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On Anti-Intellectual "Leftism"

Amongst leftwing academics, especially marxists, there is often an impulse to embrace a crude anti-intellectualism. Expressed in the form of radical politics, this impulse claims that intellectualism is "elitism", that academia and theory are ultimately bourgeois, and that there is some sort of authentic working-class way of being that is anti-academic and anti-intellectual. While I agree that intellectual elitism is a problem that needs to be confronted, I am increasingly concerned with this simplistic anti-intellectualism. Sometimes it takes the form of a general disdain for academia and academic texts. Other times it is a more specific type of disdain - that book, that work of art, that piece of music, that film is bourgeois.

My first problem with this position is that it is just as elitist as the elitism it is supposedly attacking: "You're bourgeois because you like to go to symphonies; I attend proletariat concerts of working-class folk singers." (And sometimes the person making this charge won't even care if the symphony costs a tenth of the price of the folk concert - apparently accessibility doesn't matter, a point I will discuss later, only some nebulous notion of proletarian/bourgeois identity and content.) Moreover, it is an elitism that is a product of the elitism it opposes. The most outspoken leftist anti-intellectuals I have encountered are academics who possess a certain amount of intellectual privilege and autonomy, a certain and learned theoretical commitment, to make their arguments in the first place. Most often they like to celebrate their supposedly working-class past, as if they will always and ever be proletariat simply because their parents or grandparents worked in factories. Their current class position and privilege, their elitist anti-elitism, is conjured away by appealing to some eternal class essence they will always possess.

Which brings me to my next point, the central problem with this anti-intellectual discourse: it presumes an ahistorical and amaterialist notion of working-class (or "the oppressed" or "the poor" or "the proletariat" etc.). In order to make these anti-intellectual arguments, or any argument about how the working-class thinks, one has to presuppose an authentic working-class essence - the proletariat must always be this, think like this, and must possess a monolothic culture that is different from bourgeois culture. In light of my first complaint, this presupposition of working-class authenticity is extremely elitist because it assumes the working-class does not want to be educated, is incapable of appreciating ideas and culture that are not simplistic, and wants to spend all day happily operating machines and listening to the Boss.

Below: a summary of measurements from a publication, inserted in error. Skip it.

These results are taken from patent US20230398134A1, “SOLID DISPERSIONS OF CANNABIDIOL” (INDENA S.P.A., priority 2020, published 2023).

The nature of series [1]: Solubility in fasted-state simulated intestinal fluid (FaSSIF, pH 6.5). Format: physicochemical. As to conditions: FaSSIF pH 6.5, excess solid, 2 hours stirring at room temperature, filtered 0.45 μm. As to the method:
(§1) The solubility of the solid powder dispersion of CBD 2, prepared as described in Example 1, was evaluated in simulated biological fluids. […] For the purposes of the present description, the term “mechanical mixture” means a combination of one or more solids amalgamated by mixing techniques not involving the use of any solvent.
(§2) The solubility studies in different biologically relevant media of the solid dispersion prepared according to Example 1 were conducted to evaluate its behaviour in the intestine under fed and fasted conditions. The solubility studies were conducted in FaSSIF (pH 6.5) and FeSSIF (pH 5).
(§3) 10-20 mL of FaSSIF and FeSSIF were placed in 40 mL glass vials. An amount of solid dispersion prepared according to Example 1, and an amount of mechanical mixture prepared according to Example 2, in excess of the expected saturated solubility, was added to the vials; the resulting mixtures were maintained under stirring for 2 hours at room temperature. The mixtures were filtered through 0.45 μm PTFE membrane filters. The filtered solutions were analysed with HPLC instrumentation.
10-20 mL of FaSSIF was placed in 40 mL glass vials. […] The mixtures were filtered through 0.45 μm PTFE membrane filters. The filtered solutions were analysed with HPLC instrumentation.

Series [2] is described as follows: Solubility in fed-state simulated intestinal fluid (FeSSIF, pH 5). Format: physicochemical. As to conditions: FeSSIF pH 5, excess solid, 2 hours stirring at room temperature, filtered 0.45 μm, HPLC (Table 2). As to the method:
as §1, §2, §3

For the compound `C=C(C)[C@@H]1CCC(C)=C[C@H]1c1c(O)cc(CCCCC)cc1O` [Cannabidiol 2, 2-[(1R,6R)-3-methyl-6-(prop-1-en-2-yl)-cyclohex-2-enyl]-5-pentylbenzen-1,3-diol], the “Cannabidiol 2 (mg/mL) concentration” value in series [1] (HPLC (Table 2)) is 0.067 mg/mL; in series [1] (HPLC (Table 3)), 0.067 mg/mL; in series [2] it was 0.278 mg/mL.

The assumption of a quasi-Platonic working-class essence ignores a historical materialist understanding of class in general, and of the working-class in particular. For one thing, it assumes a tributary and pre-modern conception of class: everyone is born into a class and will always be stamped with the identity of that class; class doesn't change/differ in time and space - the proletariat of 19th Century Europe is taken to have the same core identity as the proletariat of modern India. For another thing, this understanding of class misses one of the central insights about the oppressed classes first grasped by Marx and Engels: unlike the ruling classes, the oppressed and exploited classes are not committed to the terms of their class position. That is to say, class consciousness for the proletariat, unlike the bourgeoisie, is not to be the exploited proletariat.

Whereas the bourgeoisie does not want to fall to the level of the exploited classes (although this can happen, and class can indeed change - it is not an eternal essence), the proletariat does not like being oppressed. Obviously the desire to reject this class position can be obscured in problematic ways: the proletariat accepts that oppression is "natural" and that the only way out is to become part of the bourgeoisie. While, the revolutionary position is to organize and get rid of class oppression, the fact remains that - in either case - the proletariat has a vested interest in not being the oppressed class. It is not revolutionary to cling to some nebulous essence of the proletariat; the point is to overthrow class society and everything class society entails.